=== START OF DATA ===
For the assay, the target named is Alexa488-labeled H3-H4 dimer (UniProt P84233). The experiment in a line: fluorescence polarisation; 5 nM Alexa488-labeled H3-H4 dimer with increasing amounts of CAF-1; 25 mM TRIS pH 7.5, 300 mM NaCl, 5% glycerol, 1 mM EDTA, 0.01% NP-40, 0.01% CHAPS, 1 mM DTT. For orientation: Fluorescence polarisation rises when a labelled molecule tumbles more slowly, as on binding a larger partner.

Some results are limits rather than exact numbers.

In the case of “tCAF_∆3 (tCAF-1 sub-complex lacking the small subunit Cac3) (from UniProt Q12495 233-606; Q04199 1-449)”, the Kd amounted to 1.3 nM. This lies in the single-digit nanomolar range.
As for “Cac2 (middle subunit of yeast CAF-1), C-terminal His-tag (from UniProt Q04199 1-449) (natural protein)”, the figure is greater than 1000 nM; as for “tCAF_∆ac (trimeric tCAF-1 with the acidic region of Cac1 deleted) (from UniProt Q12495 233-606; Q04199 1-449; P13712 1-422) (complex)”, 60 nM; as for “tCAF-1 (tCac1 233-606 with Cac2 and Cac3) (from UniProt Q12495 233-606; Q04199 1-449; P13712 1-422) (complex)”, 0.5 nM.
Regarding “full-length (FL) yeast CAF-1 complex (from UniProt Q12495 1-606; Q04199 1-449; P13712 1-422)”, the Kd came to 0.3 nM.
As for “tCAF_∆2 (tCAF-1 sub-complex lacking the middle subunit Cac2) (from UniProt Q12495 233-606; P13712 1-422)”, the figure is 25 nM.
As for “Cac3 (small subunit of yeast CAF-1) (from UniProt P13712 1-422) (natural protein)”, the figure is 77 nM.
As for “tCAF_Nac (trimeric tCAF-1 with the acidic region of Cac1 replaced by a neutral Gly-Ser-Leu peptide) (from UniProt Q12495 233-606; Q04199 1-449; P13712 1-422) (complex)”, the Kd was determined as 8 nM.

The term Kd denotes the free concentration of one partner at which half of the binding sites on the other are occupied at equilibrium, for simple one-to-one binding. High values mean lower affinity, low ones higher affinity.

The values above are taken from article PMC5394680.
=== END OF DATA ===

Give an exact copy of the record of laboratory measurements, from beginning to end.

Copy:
For the assay, the target named is Alexa488-labeled H3-H4 dimer (UniProt P84233). The experiment in a line: fluorescence polarisation; 5 nM Alexa488-labeled H3-H4 dimer with increasing amounts of CAF-1; 25 mM TRIS pH 7.5, 300 mM NaCl, 5% glycerol, 1 mM EDTA, 0.01% NP-40, 0.01% CHAPS, 1 mM DTT. For orientation: Fluorescence polarisation rises when a labelled molecule tumbles more slowly, as on binding a larger partner.

Some results are limits rather than exact numbers.

In the case of “tCAF_∆3 (tCAF-1 sub-complex lacking the small subunit Cac3) (from UniProt Q12495 233-606; Q04199 1-449)”, the Kd amounted to 1.3 nM. This lies in the single-digit nanomolar range.
As for “Cac2 (middle subunit of yeast CAF-1), C-terminal His-tag (from UniProt Q04199 1-449) (natural protein)”, the figure is greater than 1000 nM; as for “tCAF_∆ac (trimeric tCAF-1 with the acidic region of Cac1 deleted) (from UniProt Q12495 233-606; Q04199 1-449; P13712 1-422) (complex)”, 60 nM; as for “tCAF-1 (tCac1 233-606 with Cac2 and Cac3) (from UniProt Q12495 233-606; Q04199 1-449; P13712 1-422) (complex)”, 0.5 nM.
Regarding “full-length (FL) yeast CAF-1 complex (from UniProt Q12495 1-606; Q04199 1-449; P13712 1-422)”, the Kd came to 0.3 nM.
As for “tCAF_∆2 (tCAF-1 sub-complex lacking the middle subunit Cac2) (from UniProt Q12495 233-606; P13712 1-422)”, the figure is 25 nM.
As for “Cac3 (small subunit of yeast CAF-1) (from UniProt P13712 1-422) (natural protein)”, the figure is 77 nM.
As for “tCAF_Nac (trimeric tCAF-1 with the acidic region of Cac1 replaced by a neutral Gly-Ser-Leu peptide) (from UniProt Q12495 233-606; Q04199 1-449; P13712 1-422) (complex)”, the Kd was determined as 8 nM.

The term Kd denotes the free concentration of one partner at which half of the binding sites on the other are occupied at equilibrium, for simple one-to-one binding. High values mean lower affinity, low ones higher affinity.

The values above are taken from article PMC5394680.